“Many people are curious to know how I express artistically as a businessman and at the same time, as a collector. They want me to tell some dramatic story or a vivid moment in my life that triggered this passion in me to become an artist.” The eternal smile underneath the stylish fedora is only the tip of the iceberg that is Kim Chang-il. With a multi-million dollar company, three contemporary art galleries and five museums across the nation under his name, Kim speaks with fluidity and sobriety about his work. This energy flows throughout all aspects of his life. In fact, Kim’s professions as a businessman, an art collector and an artist should not be looked at separately. The basis of these dimensions is his originality in the pursuit of simplicity. Kim defines simplicity as a particular that requires concentration on the most valuable thing. This particularity for him lies in art and this is what makes Kim the unique CI KIM in the universe of businessmen, collectors and artists.

Kim first started collecting art at the age of 27. Walking down a small gallery street in Seoul, the landscape and figure paintings by Korean modern ink painters such as Kim Kichang, Lee Sangbeom, Byun Gwansik, Jang Unsang and others caught his attention. Now looking back to the beginning of everything, Kim sighs at the conservative tendencies of many Korean art collectors, with whom he once identified, to limit themselves to one region from one instance in the history of art. Kim travels to the corners of the world, he met the YBA artists, partied with Neo Rauch and Matthias Weischer, made long-lasting friendships with Kohei Nawa and Subodh Gupta. As his horizon broadens, his collection expands. With over 3700 pieces to call his own, Kim deems that this chase after Andy Warhol, Damien Hirst, Gerhard Richter Cindy Sherman, Nam June Paik and other artists in the hall of fame, is an outcome of his self-discovery.

Barbara Kruger, Untitled, 2006, Photographic silksceen on vinyl, 262 x 432 cm, Courtesy Spruth Magers, Image Courtesy Arario Gallery

In all honesty, Kim’s selection and taste in contemporary art is intuitive and instinctive. His affinity to a certain piece of artwork is determined at first sight: “I select soulful artworks where I do follow my inner counsel.” Kim’s collection is perhaps the incarnation of Chicken Soup for the “Artistic” Soul – tugging at the heartstrings of the mass with contemporary art. He has also quite successfully done so with his galleries and museums. The Arario Museum in Space, Seoul opened its doors in 2014 and houses more than 200 pieces by 43 international artists from Kim’s collection in an exhibition named Really?. The whimsy in the title winks at people’s initial reaction towards Kim’s eclectic choice of artworks. He likens himself to the conductor of an orchestra, like in the 1940 Walt Disney animated film Fantasia, he animates the exhibition of artworks, the lighting, the total experience in his museums. Kim constructs his museums in abandoned structures that once carried significant memories to the neighbourhood or even the nation, building his ideals of sustainability and a brave new world of past and future coexisting in harmony.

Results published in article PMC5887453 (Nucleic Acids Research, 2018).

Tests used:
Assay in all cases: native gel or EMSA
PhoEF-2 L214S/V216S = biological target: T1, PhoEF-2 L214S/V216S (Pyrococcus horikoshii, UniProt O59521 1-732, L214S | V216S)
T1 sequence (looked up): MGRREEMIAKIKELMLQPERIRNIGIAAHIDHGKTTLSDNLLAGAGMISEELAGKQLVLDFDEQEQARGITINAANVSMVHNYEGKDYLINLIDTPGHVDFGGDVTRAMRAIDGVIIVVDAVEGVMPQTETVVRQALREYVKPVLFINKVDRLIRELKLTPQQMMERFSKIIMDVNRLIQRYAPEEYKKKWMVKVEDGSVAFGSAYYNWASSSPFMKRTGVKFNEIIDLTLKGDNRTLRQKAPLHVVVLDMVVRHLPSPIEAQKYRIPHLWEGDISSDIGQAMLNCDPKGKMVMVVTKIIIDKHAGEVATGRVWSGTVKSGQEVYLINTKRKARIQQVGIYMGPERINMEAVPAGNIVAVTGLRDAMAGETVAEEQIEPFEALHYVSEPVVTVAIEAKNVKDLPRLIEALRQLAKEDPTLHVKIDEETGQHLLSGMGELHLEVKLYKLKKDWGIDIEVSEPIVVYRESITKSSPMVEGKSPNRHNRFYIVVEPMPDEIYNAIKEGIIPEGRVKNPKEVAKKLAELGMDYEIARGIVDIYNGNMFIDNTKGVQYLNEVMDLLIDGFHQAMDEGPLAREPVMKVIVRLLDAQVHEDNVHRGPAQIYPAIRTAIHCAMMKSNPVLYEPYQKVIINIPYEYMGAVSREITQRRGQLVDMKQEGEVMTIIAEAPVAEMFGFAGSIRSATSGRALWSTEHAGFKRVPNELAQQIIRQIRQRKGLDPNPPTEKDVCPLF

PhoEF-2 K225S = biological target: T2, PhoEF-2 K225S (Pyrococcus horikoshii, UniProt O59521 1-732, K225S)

Subodh Gupta, Everyrthing is Inside, 2004, part of taxi, cast bronze, 162(h)x 104x276cm, Image Courtesy of Artist and ARARIO Gallery

To quote Kundera in his 1984 masterpiece, “for there is nothing heavier than compassion. Not even one’s own pain weighs so heavy as the pain one feels with someone, for someone, a pain intensified by the imagination and prolonged by a hundred echoes.”; Kim is susceptible to the weight as life surrounding him expires. He turns to art in its purity and its trustworthiness. He confides in a work of art, in its flawless aesthetic beauty without the peripheral engagement of the story behind. As if situated in the eye of the storm, in the calmness he seeks to minimise the artificial, to reveal the natural beauty of life, to find himself, to find CI KIM.

Language is like a window to the internal workings of the human mechanism. Perhaps lost in translation, it is rather curious to witness Kim’s sense of obligation that he “ought to discover young talented artists at a national as well as an international level”, his sympathies for the “mediocrity of the existing buildings that are disappearing one after another”, and that he has fallen victim to art evident from his choice of Marcel Duchamp as his inspiration.